As a functional nutritionist, gut health is one of the things I specialize in the most.

In part because overall gut health is still a mystery for many, but mostly because so much of our overall health and brain function is tied to the health of our gut and our gut microbiome. 

Now, before we dive in and talk about why you should care about your gut health – even if you aren’t currently experiencing any symptoms – let’s get a basic understanding of what I’m talking about when it comes to gut health.

Simply put, gut health refers to the health of your gastrointestinal (GI) tract (both the upper and lower) and the impact it has on the overall health of your body.

Gut health

A healthy gut contributes to a heart health, brain health, a solid immune system, mood, productive sleep, proper digestion, weight management and even the prevention of some cancers or autoimmune diseases.

One of the things that majorly impacts gut health is the gut microbiome, which refers specifically to the microorganisms living inside your gut. Each one of us has about 300-500 different species living inside our gut – many of which have significant benefits to our overall health or could harm our health in serious ways.

Most of the time when our gut health is off, it can show up as weight gain, upset stomach, poor sleep, food intolerances, skin rashes, bloating or even depression.

But also, ongoing difficulties with gut health can be a sign or a precursor of something more serious looming on the horizon. 

And while there is still so much mystery around how deeply connected your gut health may be to your overall health – one thing is for certain, feeding the right bacteria and supporting a healthy microbiome can critically influence your health long term.

Which is why I spend so much of my practice helping people revolutionize their overall gut health.

As you sit here now, it’s possible that you’ve been wondering why you’ve started to feel more sluggish lately. Or perhaps you’ve developed some new food intolerances. Or your mood may have even taken a turn for the worse without any clear changes in your life.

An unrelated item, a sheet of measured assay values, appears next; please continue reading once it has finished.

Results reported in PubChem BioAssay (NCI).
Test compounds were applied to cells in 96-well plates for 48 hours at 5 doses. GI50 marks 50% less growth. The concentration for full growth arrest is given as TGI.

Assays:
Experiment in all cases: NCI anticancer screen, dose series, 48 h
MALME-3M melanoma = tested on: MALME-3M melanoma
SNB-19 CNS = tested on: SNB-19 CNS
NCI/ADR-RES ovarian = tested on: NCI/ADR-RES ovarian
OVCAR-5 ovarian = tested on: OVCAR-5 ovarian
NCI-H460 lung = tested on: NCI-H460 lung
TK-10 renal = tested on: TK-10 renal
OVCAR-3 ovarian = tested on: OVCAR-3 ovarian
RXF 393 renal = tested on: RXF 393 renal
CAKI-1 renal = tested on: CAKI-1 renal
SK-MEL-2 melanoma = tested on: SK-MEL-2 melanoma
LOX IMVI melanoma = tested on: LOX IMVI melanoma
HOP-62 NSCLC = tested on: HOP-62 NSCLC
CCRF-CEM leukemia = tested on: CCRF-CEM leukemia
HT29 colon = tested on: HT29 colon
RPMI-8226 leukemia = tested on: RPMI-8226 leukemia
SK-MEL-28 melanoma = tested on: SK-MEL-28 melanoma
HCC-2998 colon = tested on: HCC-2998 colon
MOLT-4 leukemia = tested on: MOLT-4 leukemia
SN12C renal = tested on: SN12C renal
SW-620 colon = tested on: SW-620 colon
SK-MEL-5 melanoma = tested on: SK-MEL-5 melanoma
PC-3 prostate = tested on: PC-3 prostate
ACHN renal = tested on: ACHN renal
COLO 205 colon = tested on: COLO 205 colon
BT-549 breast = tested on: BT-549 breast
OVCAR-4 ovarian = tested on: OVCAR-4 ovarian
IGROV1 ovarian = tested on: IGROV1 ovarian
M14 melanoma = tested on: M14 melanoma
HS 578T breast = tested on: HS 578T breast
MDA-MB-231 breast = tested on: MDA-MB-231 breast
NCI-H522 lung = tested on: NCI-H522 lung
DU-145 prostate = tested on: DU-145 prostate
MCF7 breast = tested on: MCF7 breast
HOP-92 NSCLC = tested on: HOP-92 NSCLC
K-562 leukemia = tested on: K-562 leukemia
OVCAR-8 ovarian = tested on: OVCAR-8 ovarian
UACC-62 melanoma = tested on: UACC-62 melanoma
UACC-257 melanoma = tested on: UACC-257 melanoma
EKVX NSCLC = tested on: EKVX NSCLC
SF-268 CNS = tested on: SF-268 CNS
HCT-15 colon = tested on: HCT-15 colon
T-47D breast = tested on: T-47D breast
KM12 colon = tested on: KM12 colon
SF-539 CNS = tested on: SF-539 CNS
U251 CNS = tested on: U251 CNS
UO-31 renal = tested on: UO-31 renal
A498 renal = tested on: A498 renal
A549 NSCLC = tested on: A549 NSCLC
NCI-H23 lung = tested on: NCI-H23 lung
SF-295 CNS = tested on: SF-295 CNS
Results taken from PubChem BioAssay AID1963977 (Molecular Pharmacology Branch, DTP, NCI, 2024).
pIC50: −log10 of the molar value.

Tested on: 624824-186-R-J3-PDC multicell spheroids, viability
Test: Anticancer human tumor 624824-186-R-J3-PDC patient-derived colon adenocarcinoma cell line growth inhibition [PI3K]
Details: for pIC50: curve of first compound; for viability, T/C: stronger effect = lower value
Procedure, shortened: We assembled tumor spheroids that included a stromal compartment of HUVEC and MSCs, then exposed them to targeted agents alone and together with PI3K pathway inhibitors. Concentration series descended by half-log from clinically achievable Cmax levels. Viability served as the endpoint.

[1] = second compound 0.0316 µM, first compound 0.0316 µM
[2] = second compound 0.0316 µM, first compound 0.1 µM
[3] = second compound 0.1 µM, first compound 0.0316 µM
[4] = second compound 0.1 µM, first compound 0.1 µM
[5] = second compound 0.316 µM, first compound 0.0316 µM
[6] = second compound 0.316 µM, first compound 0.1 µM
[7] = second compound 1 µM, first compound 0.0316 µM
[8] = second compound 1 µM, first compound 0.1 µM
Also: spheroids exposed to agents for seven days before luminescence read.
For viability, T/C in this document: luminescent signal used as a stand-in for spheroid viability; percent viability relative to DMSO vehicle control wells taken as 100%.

The last thing you think is that maybe your gut is the culprit. 

Even your doctor may be telling you that they see nothing wrong and tell you to simply reduce your stress or eat a more “clean” diet. 

But the truth may lie deeper inside . . . the truth may be that some of what your feeling can be tied to your gut microbiome!

Which is why one of the places I often begin a new client health exploration is with the gut!

The current modern diet that is supported by most of the population in this country doesn’t do anything to support the production of healthy gut bacteria – and, in fact, it may even be promoting the development of harmful gut bacteria.

Foods high in sugar and unhealthy fats or eating a lot of processed food, could be doing their job destroying your gut health and adding to the symptoms you’re currently feeling. 

Plus, the difficulty your body may have in digesting some of these foods may be contributing to some outside factors impacting the production of unhealthy bacteria – things like poor sleep, lack of exercise or overindulging in bad habits.

What’s needed, instead, to improve your gut health is a diet that is rich in plant-based foods, fiber, collagen, fermented foods, and whole grain. 

Fruits vegetables grains gut health

Prebiotic foods (artichokes, oats, apples, bananas) or supplements along with probiotic foods (yogurt, kefir, sauerkraut) or supplements may also recommended. 

And if you’re confused about which is which – you’re not alone. Probiotics are the beneficial bacteria you find in food and supplements while prebiotics are the types of fiber that feed on friendly bacteria in your digestive system. 

Now . . . if all this sounds a bit limiting, the good news is that foods rich in polyphenols like dark chocolate, olive oil, green tea and even wine can help your gut microbiome!

Overall, the key to looking at your gut health begins with really listening to the one part of your body that probably gets the least attention (or is the least talked about in public).

You’ll also want to consider some “outside” factors that might be impacting your gut health.

Believe it or not, things like sleep, stress levels, drinking fluids or even the rate at which you chew your food can impact your gut health. 

I often make lifestyle recommendations to each of my clients that may not initially seem like they make a difference, but often contribute significantly to the improvement of their health.

Obviously staying away from drugs, smoking and excess alcohol is important. But so can reducing stress, drinking water or deep breathing can alter the landscape.

Improving exercise and even adding meditation as a part of daily life can be influential! 

In many ways, all the things you were taught to improve long-term health, are doubly important when it comes to maintaining your gut health. 

I hope that some of this begins to clarify the mystery around why gut health is an important part of your health journey . . . even if you’re not feeling any symptoms right now.

For me, gut health was an essential piece of my own recovery from cancer and has helped me remain feeling active, healthy and happy – even when life’s challenges get thrown in the way.

If you’d like more information about what we do when it comes to improving gut health, please reach out or even email us with your questions! We also have a series of supplements to help you get started and would be happy to walk you through exactly what you need today!

In good (gut) health,


Want more information? Call 954-727-9006 or email Meryl today

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